Hypertension: the silent killer

17 May is World Hypertension Day. The impact of high blood pressure is particularly devastating because many remain unaware that they are suffering from it. This hidden epidemic result in a frightening nine million deaths around the world every year and with 6.3 million people living with high blood pressure, South Africa has one of the highest rates of hypertension worldwide.

Statistics show that about 130 heart attacks and 240 strokes occur daily in South Africa. This means that 10 people will suffer a stroke and five people will have a heart attack every hour. If you don’t know if you are hypertensive, you could be living with a ticking time bomb.

What is high blood pressure?

Blood pressure is a measurement of the force against the walls of your arteries as your heart the heart contracts and relaxes. It is needed to keep the blood flowing through the blood vessels around the body.

However, high blood pressure, also known as hypertension, is when the blood vessels have persistently raised pressure. This develops if the walls of the arteries lose their natural elasticity and become hard. It can cause the heart to have to work harder to pump the blood around the body, making the heart weaker.

You can have high blood pressure (hypertension) for years without any symptoms.
High blood pressure generally develops over many years, and even without symptoms, damage to blood vessels and your heart continues. Uncontrolled high blood pressure increases your risk of serious health problems, including heart attack and stroke amongst other diseases. If left uncontrolled, high blood pressure can also cause blindness, kidney disease and heart failure, and the risk increases in the presence of other risk factors such as diabetes.

What can you do?

Fortunately, high blood pressure can be easily detected. And once you know you have high blood pressure, you can work with your doctor to control it. The first step is to know what your blood pressure is – you can find this out at your doctor, local hospital or clinic.

If you do discover that you are hypertensive, you can be reassured that the condition is treatable. Controlling high blood pressure, together with other risk factors, is the main way that you can prevent stroke and heart diseases. It is however very important that elevated blood pressure is detected early.

When your doctor tells you your blood pressure reading, it is expressed as one figure "over" another, for example, 120/80. This is considered a "normal" blood pressure reading in a healthy adult. The top or larger number measures the pressure generated when the heart contracts (pumps). The bottom, smaller number reflects the pressure in the arteries while the heart relaxes between heartbeats.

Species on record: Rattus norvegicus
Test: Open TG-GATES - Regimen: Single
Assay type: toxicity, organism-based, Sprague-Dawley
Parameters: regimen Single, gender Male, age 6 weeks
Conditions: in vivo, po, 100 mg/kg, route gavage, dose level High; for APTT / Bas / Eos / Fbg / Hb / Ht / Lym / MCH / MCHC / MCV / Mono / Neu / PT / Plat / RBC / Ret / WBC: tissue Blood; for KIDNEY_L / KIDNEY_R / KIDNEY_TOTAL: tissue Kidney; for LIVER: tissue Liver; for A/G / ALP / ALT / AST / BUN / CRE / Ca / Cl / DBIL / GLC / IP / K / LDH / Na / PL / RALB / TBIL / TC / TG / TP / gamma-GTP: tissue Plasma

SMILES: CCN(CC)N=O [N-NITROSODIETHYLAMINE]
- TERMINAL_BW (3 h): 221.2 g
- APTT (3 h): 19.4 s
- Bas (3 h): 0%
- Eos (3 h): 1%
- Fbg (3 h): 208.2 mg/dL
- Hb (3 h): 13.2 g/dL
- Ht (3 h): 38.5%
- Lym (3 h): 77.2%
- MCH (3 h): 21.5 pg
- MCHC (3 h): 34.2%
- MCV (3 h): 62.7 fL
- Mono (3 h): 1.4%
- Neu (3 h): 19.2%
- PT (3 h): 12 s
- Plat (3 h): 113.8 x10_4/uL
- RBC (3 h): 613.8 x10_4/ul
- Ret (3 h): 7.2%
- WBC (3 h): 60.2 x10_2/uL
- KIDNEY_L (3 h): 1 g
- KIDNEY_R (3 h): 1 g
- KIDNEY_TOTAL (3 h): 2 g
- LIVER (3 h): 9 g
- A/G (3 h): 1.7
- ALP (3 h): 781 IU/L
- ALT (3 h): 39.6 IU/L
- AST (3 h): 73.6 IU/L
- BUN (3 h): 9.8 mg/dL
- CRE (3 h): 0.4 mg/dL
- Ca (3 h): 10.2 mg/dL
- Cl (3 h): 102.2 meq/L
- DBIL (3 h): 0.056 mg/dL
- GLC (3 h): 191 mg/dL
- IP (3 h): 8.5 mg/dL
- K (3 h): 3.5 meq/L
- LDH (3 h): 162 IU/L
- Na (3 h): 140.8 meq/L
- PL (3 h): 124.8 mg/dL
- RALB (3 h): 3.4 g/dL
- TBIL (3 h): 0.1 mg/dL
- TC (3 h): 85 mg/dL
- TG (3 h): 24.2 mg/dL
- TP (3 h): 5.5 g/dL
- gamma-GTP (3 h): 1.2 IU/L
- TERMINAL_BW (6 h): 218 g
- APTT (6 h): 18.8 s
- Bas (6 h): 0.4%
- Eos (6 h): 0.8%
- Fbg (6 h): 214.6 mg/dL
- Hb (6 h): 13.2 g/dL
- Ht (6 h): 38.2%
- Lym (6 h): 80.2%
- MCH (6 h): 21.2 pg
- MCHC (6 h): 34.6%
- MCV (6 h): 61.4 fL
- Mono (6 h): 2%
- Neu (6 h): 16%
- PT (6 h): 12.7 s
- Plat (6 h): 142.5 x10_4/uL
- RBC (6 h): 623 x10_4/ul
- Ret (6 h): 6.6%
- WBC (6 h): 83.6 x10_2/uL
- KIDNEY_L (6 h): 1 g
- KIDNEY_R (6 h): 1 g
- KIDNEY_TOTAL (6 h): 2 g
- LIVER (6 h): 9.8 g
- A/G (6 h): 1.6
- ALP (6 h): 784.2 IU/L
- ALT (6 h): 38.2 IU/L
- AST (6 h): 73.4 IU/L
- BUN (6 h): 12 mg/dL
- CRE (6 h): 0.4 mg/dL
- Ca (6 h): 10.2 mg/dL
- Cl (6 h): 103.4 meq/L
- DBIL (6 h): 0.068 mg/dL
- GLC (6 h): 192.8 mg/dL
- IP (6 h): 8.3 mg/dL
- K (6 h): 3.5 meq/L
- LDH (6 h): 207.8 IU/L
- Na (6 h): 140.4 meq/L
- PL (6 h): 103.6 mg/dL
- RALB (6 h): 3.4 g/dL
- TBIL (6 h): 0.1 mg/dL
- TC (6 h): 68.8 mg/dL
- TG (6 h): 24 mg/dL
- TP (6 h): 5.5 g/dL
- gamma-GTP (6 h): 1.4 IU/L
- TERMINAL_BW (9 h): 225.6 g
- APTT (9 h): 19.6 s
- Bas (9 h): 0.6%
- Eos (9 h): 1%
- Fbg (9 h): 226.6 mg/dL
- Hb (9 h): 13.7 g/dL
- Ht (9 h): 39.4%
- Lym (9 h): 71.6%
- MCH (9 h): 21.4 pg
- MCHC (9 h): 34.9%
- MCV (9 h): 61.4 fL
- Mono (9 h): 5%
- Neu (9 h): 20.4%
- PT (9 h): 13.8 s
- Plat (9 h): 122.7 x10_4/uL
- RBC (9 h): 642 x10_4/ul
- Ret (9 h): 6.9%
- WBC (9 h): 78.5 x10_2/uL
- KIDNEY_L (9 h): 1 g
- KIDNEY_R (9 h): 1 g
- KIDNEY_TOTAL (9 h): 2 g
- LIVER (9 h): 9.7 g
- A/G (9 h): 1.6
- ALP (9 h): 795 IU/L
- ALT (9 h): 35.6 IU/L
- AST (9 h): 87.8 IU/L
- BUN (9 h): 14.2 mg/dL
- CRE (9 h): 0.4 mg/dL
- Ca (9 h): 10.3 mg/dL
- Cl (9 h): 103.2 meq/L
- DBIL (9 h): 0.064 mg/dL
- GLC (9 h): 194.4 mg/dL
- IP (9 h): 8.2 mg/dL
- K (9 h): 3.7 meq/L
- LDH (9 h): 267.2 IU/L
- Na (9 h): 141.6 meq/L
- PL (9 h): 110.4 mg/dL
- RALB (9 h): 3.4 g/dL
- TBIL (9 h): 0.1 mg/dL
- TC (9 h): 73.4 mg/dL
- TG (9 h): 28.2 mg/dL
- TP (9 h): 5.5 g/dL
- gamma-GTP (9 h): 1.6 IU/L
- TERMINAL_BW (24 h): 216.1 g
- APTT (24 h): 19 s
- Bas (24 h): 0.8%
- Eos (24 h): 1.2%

This chart shows you how to interpret your blood pressure reading:


A single high reading does not necessarily mean that you have high blood pressure, but high blood pressure is diagnosed if someone has a BP of 140/90 or above, measured on several occasions.

Healthy lifestyle changes are critical to preventing and treating high blood pressure. For many people, it can be controlled with lifestyle changes alone, and, in some cases, medication. Lifestyle changes are recommended for all patients with hypertension, regardless of drug therapy as it may reduce, or even abolish, the need for antihypertensive drugs.

According to the Heart & Stroke Foundation, you can minimise your risk of developing high blood pressure by making the following lifestyle changes:

  • Following a healthy diet can go a long way to help you control your blood pressure
  • Eating a healthy, balanced diet, with small, regular meals
  • Try to reduce your salt intake by: reducing the salt added to your food during cooking and at the table, and limiting the use of high salt foods, such as salty snacks, processed meats, take-aways and convenience meals, stocks, soup powders and gravies
  • Enjoy a variety of fruits and vegetables, and aim to have at least 5 servings a day
  • Choose whole grain and high fibre foods
  • Try to include fatty fish (sardines, pilchards, salmon, mackerel) at least twice a week
  • Limit red or fatty meat, fried foods and high fat snack foods, and including more ‘good’ fats (vegetable oils, nuts, seeds, avocado in your diet
  • If you drink alcohol, we recommend that you limit it to no more than 1 drink a day for women and 2 drinks a day for men

SA Heart and Stroke Foundation


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